Celsius allegedly ran a Ponzi-like scheme

Celsius allegedly ran a Ponzi-like scheme

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2022-09-09 13:36:52

Evidence in the filings of the state securities regulator shows Celsius’s finances were already unstable before the crypto market in 2022.

Celsius declared bankruptcy in mid-July

One of the victims of the crypto market downturn in July Celsius is suspected of having used a Ponzi-like scheme to pay the interest. The Vermont Department of Financial Regulations filed a lawsuit against the C network above. Accordingly, ask the judge to oversee Celsus’ bankruptcy by appointing an independent examiner.

The Trusteeship Office, a branch of the Department of Justice in charge of bankruptcy cases, wants an independent investigation into the surrounding Celsius crash. And Vermont’s latest filing adds a deeper claim.

Contents of the allegation

First, Celsius’ assets evaporated long before crypto winter. The company’s management has “kept the large loss, deficit and deteriorating financial situation secret from investors. The allegation also states that C never earned the revenue needed to pay the returns they promised.

“This shows a level of financial mismanagement and also suggests that it is possible that at some point the returns of existing investors could be paid off with the assets of new investors.”

Second, Vermont alleges that Celsius is using its native CEL token to balance its balance sheet: Credibility claims have been confirmed publicly, through letters to this Court and if not, that Celsius and its management engaged in CEL price manipulation, including by using investor deposit proceeds to obtain CEL and increase net positions.

By increasing its net position in CEL to hundreds of millions of dollars, Celsius has increased and enhanced the market price of CEL. Thus pushing the “fake” of the company’s CEL holdings up on the balance sheet and financial statements. Excluding the Company’s Net Position in the CEL, liabilities would exceed the assets of the company at least as of February 28, 2019. These practices may also have helped Celsius insiders. more or less out of pocket, at the expense of retail investors. But even when CEL reserves are included, liabilities are reported to be much higher than Celsius’ assets as the end date draws near.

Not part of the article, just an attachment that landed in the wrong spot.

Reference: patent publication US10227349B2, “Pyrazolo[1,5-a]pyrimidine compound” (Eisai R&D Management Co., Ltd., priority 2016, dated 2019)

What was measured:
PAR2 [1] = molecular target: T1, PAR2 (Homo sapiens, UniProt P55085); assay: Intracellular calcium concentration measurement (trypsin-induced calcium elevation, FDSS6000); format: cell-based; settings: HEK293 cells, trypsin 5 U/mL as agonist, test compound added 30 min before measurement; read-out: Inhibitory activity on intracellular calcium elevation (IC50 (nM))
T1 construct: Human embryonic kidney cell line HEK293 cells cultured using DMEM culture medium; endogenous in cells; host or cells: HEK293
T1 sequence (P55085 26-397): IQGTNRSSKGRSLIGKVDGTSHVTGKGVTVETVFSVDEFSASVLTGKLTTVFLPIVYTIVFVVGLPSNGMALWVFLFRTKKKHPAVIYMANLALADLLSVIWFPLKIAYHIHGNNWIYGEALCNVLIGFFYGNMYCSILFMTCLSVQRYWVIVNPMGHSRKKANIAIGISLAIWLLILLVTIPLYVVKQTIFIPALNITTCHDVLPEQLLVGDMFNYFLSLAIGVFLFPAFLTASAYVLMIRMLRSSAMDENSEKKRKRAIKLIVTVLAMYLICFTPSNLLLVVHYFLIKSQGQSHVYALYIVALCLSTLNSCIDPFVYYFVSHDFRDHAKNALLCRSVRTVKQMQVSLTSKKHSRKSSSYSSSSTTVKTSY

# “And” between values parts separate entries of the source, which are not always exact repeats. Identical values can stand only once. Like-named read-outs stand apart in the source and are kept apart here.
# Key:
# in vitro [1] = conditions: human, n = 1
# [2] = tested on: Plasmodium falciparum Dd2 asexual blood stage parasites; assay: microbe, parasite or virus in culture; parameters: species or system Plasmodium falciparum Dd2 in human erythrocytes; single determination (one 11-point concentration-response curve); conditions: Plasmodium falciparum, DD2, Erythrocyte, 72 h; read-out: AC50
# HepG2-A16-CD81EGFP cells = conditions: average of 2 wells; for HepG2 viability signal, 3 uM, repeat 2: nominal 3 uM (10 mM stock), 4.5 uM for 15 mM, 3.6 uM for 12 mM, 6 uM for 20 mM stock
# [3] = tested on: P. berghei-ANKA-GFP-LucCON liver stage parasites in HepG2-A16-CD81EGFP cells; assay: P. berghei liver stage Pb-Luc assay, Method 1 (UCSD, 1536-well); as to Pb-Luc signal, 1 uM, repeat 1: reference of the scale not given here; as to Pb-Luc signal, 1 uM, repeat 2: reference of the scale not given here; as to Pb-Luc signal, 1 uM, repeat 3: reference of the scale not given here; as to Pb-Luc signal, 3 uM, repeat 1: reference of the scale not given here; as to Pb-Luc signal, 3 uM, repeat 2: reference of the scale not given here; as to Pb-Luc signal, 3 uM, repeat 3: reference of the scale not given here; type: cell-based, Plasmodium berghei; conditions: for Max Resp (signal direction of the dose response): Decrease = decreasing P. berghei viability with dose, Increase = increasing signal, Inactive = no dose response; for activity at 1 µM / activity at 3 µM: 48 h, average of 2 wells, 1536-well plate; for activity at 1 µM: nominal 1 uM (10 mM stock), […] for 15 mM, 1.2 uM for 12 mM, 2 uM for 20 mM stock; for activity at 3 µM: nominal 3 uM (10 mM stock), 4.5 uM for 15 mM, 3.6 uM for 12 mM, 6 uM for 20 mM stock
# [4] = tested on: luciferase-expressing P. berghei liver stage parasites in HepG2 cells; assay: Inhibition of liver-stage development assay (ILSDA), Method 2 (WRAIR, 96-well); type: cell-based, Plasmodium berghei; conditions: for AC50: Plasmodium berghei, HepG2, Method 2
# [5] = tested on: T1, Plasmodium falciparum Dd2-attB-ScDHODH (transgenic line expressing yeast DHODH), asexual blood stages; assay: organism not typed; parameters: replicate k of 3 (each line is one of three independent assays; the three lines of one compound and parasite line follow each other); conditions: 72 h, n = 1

Third, Vermont alleges that Celsius and CEO Alex Mashinsky have repeatedly reassured the public about the state of the company’s business, when in fact “catastrophic losses”. To that end, Celsius concealed shabby reality.

On May 11, 2021, CEO Alex reassures Celsius users:

All funds are safe. We continue to open for business as usual As part of our responsibility to serve our community, Celsius is implemented and adheres to robust risk management frameworks to ensure the safety and security of our customers. assets on the platform.

But Vermont said, in fact:

“Preliminary internal financial records provided by Celsius to members of the multinational management team show that Celsius experienced an unrealized loss of approximately $454,074,042 between May 2 and 12. May 2022. The company has defaulted on loans and unsafe deposits.”

On July 31, 2021, Mashinsky tweeted that:

1. Blockfi has 2% initiation fee on loans

2. Celsius has a POC rewards explorer

3. Code HODL500 double pay

4. CEL has 6 sources of profit

5. CEL Treasury 350 million ($2 billion)

But in the reality . . .

“Preliminary analysis of the financial records provided to the multinational group of regulators shows that Celsius suffered large losses in the first seven months of 2021. It also experienced two severe adverse events. in June and July 2021.

About 40 state securities regulators are currently reviewing Celsius because of “concerns about potential unregistered securities activity, mismanagement, securities fraud and market manipulation by Celsius and its companies.” its master.”

The Texas State Securities Commission (SSB) filed a similar petition claiming that in addition to the slow response time and incomplete submissions from C regarding the requested information and documentation, “the Debtor’s representation of their financial position in the event of bankruptcy is inconsistent.”

Those investigations were repeatedly brought up in the lender’s Chapter 11 bankruptcy proceedings, with the U.S. Commissioner of the Department of Justice and the judge in the case requesting more information. Now, regulators are sharing key findings to support the U.S. People’s Committee’s recommendation to designate an assessor to Celsius.

“At a minimum, Celsius was operating in business in violation of state securities laws,” according to the Vermont filing. “That inappropriate conduct alone warrants investigation by a neutral party.”

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